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Pawel Brodzinski on Software Project Management

When You’re Losing Fight For Your People

Leaving

This awful feeling somewhere in the stomach.

Yes, exactly the same you experienced last time when you got email announcing that one of your team leads was leaving. The same which kicks you every time you hear “we must talk now” from one of your team members.

You haven’t seen it coming.

Now, you suddenly are all motivated to get a raise for the guy. Everyone is. Hold on. It won’t change anything. You screwed it in far more places than just with salary. People almost never leave only because they want to earn more. Well, at least it is so in our industry.

My question is: do you even know why the guy is leaving? Yes, “they offered him better salary” and “he was looking for a new challenge” but you know, he sent them his resume in the first place. Do you know why?

And no, not because there was a better salary or a new challenge as there were nothing at that point of time. Nothing but frustration with your organization, that is. And you know, people don’t get frustrated only because the grass on the neighbor’s lawn is greener.

So do you know the answer?

Hint: people don’t get frustrated in a minute. It takes time. Months. Sometimes even years. Yes, you should have seen it coming.

This feeling in your stomach means two things: you’re losing fight for your people and you don’t even know why.

Now, you can do more of the same thing you already are doing (throwing money at people, anyone?) and you will be failing as you are already failing. But maybe, just maybe, it is good time to try different approach to people? Maybe it’s time to start paying attention to what they’re trying to tell you over and over again for at least a year already. Maybe it’s time to start keeping your promises.

Of course you can’t please everyone. Of course it will happen on occasions that you won’t be willing to give people what they want. But at least make it your own conscious decision. Then, if nothing else, you will see it coming.

If you’re losing a fight for your best people don’t blame economy, CEO, new competitor or anything else. It’s your fault in the first place.

And what does it tell you about a manager if he can’t keep his team and he is surprised every time his team member gives him a notice?

in: recruitment, software business, team management

7 comments… add one

  • Piotr Leszczynski November 16, 2010, 3:10 am

    Great post!
    As you said – you can’t please everyone. But what if company strategy generates frustration? What if it is less about programming and more about drag&drop? What if it is less about thinking and more about doing? And hell – you probably won’t like it, but this is how this company is earning many – people are buying it that way.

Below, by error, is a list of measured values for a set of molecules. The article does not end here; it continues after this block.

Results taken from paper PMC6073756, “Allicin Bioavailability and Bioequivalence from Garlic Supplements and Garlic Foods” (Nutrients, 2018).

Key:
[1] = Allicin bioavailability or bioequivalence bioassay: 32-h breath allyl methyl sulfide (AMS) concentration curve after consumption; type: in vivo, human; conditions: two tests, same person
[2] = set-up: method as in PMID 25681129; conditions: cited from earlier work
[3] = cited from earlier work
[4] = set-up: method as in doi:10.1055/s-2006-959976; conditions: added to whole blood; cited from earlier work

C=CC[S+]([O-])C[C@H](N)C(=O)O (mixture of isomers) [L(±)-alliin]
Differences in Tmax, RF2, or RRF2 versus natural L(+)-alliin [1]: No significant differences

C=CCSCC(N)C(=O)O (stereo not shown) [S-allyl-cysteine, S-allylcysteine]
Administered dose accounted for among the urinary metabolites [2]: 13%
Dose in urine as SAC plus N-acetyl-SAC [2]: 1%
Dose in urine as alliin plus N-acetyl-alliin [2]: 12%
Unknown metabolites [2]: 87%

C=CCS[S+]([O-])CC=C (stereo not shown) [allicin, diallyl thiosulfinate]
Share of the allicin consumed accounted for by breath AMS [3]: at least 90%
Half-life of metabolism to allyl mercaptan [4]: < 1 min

And one more thing – sometimes people in our industry are just looking for a change.

  • Pawel Brodzinski November 16, 2010, 1:37 pm

    This is a discussion I have over and over again – I believe you can reach many, the only thing you need to do is to talk with them.

    I could refer to the specific situation you mention (and we both know it pretty well) but I think the general answer works here as well. The point of maintaining software development company (well, any company) is earning money. If clients pay for something you won’t be building something else just because this is cool stuff. Companies which were doing that are out of business.

    Now the question is: if builders consider something as crap and salespeople consider the very same thing as pure gold where is the truth? Probably somewhere in between. But after all, we don’t build software just for the sake of building it so I tend to keep more a sales side in this discussion.

  • Wiktor Żołnowski November 17, 2010, 7:48 am

    I need to show this post to my boss :)

    Great words, money isn’t everything especially for ambitious people/programmers who are looking for challenges.

  • Marcin Wierzbicki November 17, 2010, 1:15 pm

    I think it’s almost never about the money.

    We lost a great talent this year and everybody was talking “he got more money” but I’m quite sure it was the other way around.
    Then I started studying the subject of, in general, employee satisfaction. There are so many factors which drive individuals that it’s almost impossible to anticipate all of them.
    That’s why a leader’s job is a full-time job :-)
    I can recommend a great book on the subject by Beverly Kaye and Sharon Jordan – Evans “Love’em or Lose’em”.

  • Pawel Brodzinski November 19, 2010, 7:17 am

    Marcin,

    You exactly get the point. What drives us is an individual thing. When 3 guys leave each of them is pushed away by different factors. And in neither case money is the most important one. As long as we don’t learn, day after day, what is important for each person in our team we have no control over the moment and reasons which push people away from the organization.

  • Vukoje November 20, 2010, 10:39 am

    Amen!

    Reason team leads are leaving is simple, it is because we can’t go to our bosses and say: “F**k you, you have messed up again although we have explained to you why not to do it and how horrible it will affect us. You are fired!” … so… we leave…

  • Pawel Brodzinski November 20, 2010, 11:32 am

    Vukoje,

    Well, I wouldn’t go that far – best engineers are rarely best candidates to manage a team, let alone a company.

    Yet, we should always be able to go to bosses and say “You totally screwed this one up again, although we have explained to you why not to do it and horribly it will affect us. Now, do you freaking job, and help us to clear the mess. And by the way: it would be nice if you took the responsibility for that shit we have here.”

    Unfortunately most of people can’t go even that far.

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